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Some Sold State Disks (SSD) have a mean time between failures (MTBF) of 2,500,000 hours. If you divide that by the rough number of hours in a year you get 2500000÷(365×24) ~= 285 years before there is a problem.

I know that the first generation SSD's used to have a short life - but now the estimated time before they fail seems absurdly high. Most warranties only cover them for 1-3 years it seems.

How long are the modern, SATA III drives supposed to last?

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closed as not constructive by bwDraco, Indrek, Nifle, Diogo, sblair Aug 22 '12 at 1:08

As it currently stands, this question is not a good fit for our Q&A format. We expect answers to be supported by facts, references, or expertise, but this question will likely solicit debate, arguments, polling, or extended discussion. If you feel that this question can be improved and possibly reopened, visit the help center for guidance.If this question can be reworded to fit the rules in the help center, please edit the question.

Call me in 285 years and i will have an answer.... – Moab Aug 21 '12 at 19:59
Which are you going to believe? The marketing BS of 285 years, or the warranty period? – BBlake Aug 21 '12 at 20:10
+1 for warranty period. That's how I judge every product's life expectancy... – Tanner Faulkner Aug 21 '12 at 20:24
2,500,000 hours? [citation needed] – Daniel Beck Aug 21 '12 at 20:42
related: What happens when an SSD wears out? – sblair Aug 22 '12 at 1:13
up vote 22 down vote accepted

You are misunderstanding MTBF.

What MTBF means is that if you have a large number n of drives running at the same time, you can expect to see a failure once every MTBF / n time units.

Basically, it measures how frequently relatively young drives fail; it does not say anything about the long-term survival of particular drives. These would be equivalent only if failures are linear over time, but obviously they are not. The failure rate generally increases over time.

Consider humans. Suppose that around age 20, 0.1% of males die each year. That would produce an MTBF of about 1000 years. This MTBF can be used, for example, by the military to predict the number of male non-combat deaths per year. But clearly it doesn't imply that people live for 1020 years! Mortality increases with age, so that inference would be spurious.

For more information, see

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This should be the accepted answer as it is the only one that explains the misconception of what MTBF means. – ghoppe Aug 22 '12 at 0:02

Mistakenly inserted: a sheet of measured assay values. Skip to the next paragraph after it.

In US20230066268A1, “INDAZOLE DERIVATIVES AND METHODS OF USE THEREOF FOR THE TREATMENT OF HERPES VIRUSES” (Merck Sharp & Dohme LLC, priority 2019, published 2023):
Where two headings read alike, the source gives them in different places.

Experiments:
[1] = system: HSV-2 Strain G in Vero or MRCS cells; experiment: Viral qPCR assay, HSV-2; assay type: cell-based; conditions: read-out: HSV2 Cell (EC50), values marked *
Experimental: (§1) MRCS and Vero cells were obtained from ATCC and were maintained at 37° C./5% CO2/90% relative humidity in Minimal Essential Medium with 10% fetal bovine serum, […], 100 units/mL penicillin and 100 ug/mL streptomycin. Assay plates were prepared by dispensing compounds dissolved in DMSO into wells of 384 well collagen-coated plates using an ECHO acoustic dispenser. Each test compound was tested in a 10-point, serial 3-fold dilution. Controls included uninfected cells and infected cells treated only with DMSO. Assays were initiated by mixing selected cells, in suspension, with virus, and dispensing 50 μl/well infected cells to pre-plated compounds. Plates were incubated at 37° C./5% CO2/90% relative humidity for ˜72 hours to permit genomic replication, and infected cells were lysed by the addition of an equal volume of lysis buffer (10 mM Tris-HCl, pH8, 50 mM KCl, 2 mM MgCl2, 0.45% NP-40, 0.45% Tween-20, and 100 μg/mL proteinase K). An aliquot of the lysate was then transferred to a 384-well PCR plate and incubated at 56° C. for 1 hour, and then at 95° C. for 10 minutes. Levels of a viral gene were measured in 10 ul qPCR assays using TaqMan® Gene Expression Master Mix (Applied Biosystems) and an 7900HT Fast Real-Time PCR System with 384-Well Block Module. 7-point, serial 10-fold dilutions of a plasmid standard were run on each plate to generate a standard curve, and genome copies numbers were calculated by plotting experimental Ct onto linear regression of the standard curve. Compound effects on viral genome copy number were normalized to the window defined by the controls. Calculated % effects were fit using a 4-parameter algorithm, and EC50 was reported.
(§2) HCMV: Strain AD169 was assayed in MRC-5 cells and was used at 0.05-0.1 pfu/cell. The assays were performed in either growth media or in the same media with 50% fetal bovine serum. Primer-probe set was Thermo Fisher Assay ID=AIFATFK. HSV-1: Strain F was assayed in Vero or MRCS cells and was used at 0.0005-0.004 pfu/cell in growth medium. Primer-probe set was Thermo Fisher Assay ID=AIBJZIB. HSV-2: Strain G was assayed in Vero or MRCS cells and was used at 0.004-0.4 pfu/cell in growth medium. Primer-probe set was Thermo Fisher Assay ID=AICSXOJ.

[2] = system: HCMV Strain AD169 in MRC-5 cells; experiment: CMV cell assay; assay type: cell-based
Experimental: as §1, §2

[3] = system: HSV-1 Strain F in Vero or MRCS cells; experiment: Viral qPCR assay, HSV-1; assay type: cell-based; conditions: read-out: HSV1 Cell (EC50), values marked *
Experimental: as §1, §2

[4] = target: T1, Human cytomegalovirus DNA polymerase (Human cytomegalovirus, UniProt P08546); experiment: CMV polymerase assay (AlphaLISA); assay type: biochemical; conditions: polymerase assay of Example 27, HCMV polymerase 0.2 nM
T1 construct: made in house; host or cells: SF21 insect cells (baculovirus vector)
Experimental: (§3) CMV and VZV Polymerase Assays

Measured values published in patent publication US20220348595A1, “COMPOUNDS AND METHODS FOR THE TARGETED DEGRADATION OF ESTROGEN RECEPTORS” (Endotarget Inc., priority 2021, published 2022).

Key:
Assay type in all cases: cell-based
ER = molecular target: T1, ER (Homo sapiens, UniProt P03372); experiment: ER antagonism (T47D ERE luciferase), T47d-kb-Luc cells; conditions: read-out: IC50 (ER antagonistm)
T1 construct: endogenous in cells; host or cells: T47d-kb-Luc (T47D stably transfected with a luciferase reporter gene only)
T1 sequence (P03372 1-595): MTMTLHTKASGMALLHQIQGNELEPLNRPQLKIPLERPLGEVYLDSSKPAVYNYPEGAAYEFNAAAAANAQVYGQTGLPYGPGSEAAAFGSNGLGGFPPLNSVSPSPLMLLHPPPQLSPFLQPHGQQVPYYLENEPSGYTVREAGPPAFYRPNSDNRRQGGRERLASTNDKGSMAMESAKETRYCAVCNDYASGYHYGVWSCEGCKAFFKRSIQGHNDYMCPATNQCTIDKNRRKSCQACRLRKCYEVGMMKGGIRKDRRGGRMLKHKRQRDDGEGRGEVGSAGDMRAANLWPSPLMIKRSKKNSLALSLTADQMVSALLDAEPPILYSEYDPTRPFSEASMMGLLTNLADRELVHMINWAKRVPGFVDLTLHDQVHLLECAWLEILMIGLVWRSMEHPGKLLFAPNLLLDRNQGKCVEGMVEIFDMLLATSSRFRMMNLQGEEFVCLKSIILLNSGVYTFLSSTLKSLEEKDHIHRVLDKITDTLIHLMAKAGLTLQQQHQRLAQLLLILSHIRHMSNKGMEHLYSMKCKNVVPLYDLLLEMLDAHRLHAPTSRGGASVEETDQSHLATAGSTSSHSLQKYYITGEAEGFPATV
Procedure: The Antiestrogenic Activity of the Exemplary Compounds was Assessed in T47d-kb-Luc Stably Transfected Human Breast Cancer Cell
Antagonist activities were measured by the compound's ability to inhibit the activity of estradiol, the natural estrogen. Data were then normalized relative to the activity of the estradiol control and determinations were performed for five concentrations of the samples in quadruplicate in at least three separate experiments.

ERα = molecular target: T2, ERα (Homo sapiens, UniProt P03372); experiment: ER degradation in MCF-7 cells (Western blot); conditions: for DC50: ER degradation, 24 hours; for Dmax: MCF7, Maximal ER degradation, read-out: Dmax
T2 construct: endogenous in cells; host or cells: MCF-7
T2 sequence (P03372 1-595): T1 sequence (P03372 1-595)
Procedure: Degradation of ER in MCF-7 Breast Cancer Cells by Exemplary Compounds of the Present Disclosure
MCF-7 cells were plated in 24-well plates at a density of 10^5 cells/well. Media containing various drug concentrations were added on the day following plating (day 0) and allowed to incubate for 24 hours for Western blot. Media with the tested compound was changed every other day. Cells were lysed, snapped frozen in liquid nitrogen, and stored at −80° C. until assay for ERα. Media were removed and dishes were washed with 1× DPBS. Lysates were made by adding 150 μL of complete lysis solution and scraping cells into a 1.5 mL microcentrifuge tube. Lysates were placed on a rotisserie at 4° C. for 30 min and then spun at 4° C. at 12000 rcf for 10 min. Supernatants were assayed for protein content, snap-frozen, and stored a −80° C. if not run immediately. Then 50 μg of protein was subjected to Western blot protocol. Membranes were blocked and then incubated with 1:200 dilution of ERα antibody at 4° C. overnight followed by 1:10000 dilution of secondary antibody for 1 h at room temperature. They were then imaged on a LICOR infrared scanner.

Great example, thank you! – NessDan Apr 26 at 18:43

Asking whether SSDs would really last 285 years is like asking whether you can drive 20000 miles with your car tires, there are a multitude of possibilities:

  1. You decide to go drive through nails or police street spikes after 10 miles, your tires fail.

  2. You crash into a wall after 1000 miles, now your tires have become useless.

  3. You tires suddenly stop working after 10000 miles, you wonder if it has to do with the sun.

  4. You have made it to 20000 miles, congratulations.

  5. You have made it to 80000 miles, you have put your car on top of a car truck.

Do you know in advance when the tire will give up? I don't. What tire by the way? This one?

Consider maximizing the lifetime of your SSD instead! :)

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Beware, Solid State Disks based on Flash memory (which most if not all are) have a limitation on the number of writes that can be performed which means that over time as you continue to write to the device you will eventually reach the limit of your device and won't be able to write to it any more. There are two types of flash memory, MLC which is cheaper, more dense and lower number of write cycles and SLC which is more expensive but has a higher write limit. This is most likely why the drives have a one or three year warranty. The warranty may also not apply if you have performed "excessive" writes to the device.

Most SSD flash drives are engineered to distribute the writes across all of the flash memory in the device to ensure that one section doesn't "wear out" prematurely. They also have more capacity than the user is able to use to also extend the usable life of the drive.

I hope that this helps. The MTBF number you are looking at is so high because SSD drives have no moving parts which inherently makes them more reliable. That being said, all electronic equipment can be damaged due to power issues, ESD, internal circuit flaws, excessive heat, etc.

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